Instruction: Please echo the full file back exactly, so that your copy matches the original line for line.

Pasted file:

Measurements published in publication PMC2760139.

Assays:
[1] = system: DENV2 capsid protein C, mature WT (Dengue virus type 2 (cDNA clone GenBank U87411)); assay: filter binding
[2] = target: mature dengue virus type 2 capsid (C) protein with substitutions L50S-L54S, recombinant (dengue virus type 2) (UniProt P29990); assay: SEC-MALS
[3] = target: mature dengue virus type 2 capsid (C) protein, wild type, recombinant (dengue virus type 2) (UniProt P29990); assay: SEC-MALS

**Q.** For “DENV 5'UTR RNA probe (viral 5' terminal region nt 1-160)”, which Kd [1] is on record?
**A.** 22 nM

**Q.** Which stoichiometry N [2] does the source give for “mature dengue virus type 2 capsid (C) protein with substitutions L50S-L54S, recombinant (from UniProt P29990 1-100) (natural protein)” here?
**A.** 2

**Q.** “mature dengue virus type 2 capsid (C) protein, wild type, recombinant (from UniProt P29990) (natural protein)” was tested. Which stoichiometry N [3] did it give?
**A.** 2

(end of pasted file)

Measurements published in publication PMC2760139.

Assays:
[1] = system: DENV2 capsid protein C, mature WT (Dengue virus type 2 (cDNA clone GenBank U87411)); assay: filter binding
[2] = target: mature dengue virus type 2 capsid (C) protein with substitutions L50S-L54S, recombinant (dengue virus type 2) (UniProt P29990); assay: SEC-MALS
[3] = target: mature dengue virus type 2 capsid (C) protein, wild type, recombinant (dengue virus type 2) (UniProt P29990); assay: SEC-MALS

**Q.** For “DENV 5'UTR RNA probe (viral 5' terminal region nt 1-160)”, which Kd [1] is on record?
**A.** 22 nM

**Q.** Which stoichiometry N [2] does the source give for “mature dengue virus type 2 capsid (C) protein with substitutions L50S-L54S, recombinant (from UniProt P29990 1-100) (natural protein)” here?
**A.** 2

**Q.** “mature dengue virus type 2 capsid (C) protein, wild type, recombinant (from UniProt P29990) (natural protein)” was tested. Which stoichiometry N [3] did it give?
**A.** 2